SOAS University of London

Department of Economics

Dissertation for MSc Finance and Development

Module Code:
15PECC989
Credits:
60
FHEQ Level:
7
Taught in:
Full Year

Students are required to complete a 10,000-word dissertation in applied economics on an approved topic focusing on finance and development (100% of module mark). Students are encouraged to select topics appropriate to their specific programme and expertise within the Department more generally. Students are required to submit a proposed dissertation title, approved by a member of staff, during the second term.


The dissertation is completed during the summer under the supervision of a member of the Department. Supervisors are allocated by the Department based on approved topics and staff availability. Supervisors provide guidance on source material, hypothesis formulation, research methods and structure but will not read complete drafts.


Dissertations must be submitted in September. They are marked by two internal examiners (the supervisor and another member of the Department) and in some cases by an external examiner. Dissertations are assessed on the basis of presentation, structure, analytical depth and originality.

Recent titles have included:

  • Asset-Backed Securitization: A Route to Financial Maturity in Emerging Markets?
  • Financial Sector Fragility and Macroeconomic Crisis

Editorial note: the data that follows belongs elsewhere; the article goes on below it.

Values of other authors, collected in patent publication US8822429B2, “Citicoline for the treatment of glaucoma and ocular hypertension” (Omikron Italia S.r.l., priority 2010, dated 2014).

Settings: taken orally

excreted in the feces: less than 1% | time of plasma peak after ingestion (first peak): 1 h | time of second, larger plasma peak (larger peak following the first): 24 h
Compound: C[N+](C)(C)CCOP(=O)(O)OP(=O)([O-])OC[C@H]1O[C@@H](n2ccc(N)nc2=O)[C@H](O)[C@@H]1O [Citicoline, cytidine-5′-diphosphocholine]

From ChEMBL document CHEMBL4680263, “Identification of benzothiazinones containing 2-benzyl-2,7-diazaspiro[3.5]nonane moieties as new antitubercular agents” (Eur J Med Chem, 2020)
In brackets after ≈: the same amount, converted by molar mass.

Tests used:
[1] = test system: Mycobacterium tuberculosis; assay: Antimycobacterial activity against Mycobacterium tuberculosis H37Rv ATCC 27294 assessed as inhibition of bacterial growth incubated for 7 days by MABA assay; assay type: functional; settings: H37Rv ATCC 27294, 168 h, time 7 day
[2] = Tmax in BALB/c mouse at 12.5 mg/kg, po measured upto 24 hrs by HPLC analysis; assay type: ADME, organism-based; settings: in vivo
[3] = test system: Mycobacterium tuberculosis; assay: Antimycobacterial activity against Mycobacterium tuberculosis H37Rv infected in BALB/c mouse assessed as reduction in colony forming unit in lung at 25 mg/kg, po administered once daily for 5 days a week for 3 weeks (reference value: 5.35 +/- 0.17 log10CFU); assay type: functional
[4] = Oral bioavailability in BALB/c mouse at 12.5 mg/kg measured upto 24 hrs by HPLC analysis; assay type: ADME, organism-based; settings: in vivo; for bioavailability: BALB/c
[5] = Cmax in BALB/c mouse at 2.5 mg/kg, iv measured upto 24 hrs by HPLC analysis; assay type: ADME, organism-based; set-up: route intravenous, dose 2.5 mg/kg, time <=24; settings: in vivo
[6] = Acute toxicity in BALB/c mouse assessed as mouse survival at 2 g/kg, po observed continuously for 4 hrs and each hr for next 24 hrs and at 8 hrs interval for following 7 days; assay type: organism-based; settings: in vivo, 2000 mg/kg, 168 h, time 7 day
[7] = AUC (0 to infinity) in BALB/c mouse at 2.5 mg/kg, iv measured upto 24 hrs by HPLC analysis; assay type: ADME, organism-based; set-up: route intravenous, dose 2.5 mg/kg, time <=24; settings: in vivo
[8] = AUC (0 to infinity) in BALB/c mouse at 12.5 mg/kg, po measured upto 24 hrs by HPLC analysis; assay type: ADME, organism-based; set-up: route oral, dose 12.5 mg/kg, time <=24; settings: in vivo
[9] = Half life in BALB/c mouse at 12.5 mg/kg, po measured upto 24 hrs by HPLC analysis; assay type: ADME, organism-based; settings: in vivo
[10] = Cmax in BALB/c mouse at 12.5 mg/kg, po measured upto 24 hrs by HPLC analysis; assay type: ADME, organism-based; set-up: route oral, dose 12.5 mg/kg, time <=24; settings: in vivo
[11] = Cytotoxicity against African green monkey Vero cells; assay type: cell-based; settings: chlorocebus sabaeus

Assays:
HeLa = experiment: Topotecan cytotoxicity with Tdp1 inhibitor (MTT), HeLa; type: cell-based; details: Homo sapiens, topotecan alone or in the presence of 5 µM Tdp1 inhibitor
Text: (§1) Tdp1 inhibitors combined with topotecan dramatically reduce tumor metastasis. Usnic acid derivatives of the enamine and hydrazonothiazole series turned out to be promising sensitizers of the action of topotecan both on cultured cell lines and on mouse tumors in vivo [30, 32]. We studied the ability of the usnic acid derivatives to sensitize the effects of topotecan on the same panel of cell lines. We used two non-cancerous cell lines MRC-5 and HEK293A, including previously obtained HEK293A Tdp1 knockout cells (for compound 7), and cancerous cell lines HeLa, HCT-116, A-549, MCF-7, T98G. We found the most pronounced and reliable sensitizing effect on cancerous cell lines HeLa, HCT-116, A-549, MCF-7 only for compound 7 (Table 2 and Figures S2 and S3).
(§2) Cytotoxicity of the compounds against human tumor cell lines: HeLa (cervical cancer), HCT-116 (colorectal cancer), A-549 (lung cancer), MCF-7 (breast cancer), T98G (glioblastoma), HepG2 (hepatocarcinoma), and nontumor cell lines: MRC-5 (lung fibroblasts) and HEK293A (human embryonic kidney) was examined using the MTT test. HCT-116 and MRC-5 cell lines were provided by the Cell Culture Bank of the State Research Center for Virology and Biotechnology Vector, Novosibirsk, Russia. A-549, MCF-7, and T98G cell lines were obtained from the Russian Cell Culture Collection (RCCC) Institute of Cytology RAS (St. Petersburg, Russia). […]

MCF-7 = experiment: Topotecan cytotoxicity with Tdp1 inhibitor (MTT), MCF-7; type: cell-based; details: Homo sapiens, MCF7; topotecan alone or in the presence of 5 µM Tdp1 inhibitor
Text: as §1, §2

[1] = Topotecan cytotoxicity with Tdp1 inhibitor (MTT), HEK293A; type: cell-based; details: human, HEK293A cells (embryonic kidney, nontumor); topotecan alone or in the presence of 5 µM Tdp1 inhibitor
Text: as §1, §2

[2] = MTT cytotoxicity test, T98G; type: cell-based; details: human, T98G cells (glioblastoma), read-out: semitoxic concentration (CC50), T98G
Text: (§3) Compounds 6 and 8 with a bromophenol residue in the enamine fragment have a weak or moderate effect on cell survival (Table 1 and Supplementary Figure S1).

•  Bond Issuance for Development Finance: The Cases of International Finance Facility and Asian Bond Market Initiatives
  •  Banking Crisis: A Case Study of the Dabhol Power Company
  •  Does South Africa suffer from the ‘Fear of Float’ Syndrome? An Analysis of the Efficacy and Challenges of a Managed Floating Exchange Rate Regime with Financial Integration.
  •  Global Financial Flows and Development Investments


     

Objectives and learning outcomes of the module

On successful completion of the course, students will be able to:

  • Demonstrate their substantial understanding of a key issue, topic or theme relating to economics applied to finance and development.
  • Organize their ideas in response to theoretical and empirical material and plan, develop and present a written argument in relation to this.
  • Show their ability to effectively gather, manage, synthesize and employ relevant data in support of their written argument.
  • Demonstrate their capacity to work independently under the guidance of an academic supervisor.
  • Show that they have followed good academic research practice and have achieved a good level of competence in academic writing.

Disclaimer

Important notice regarding changes to programmes and modules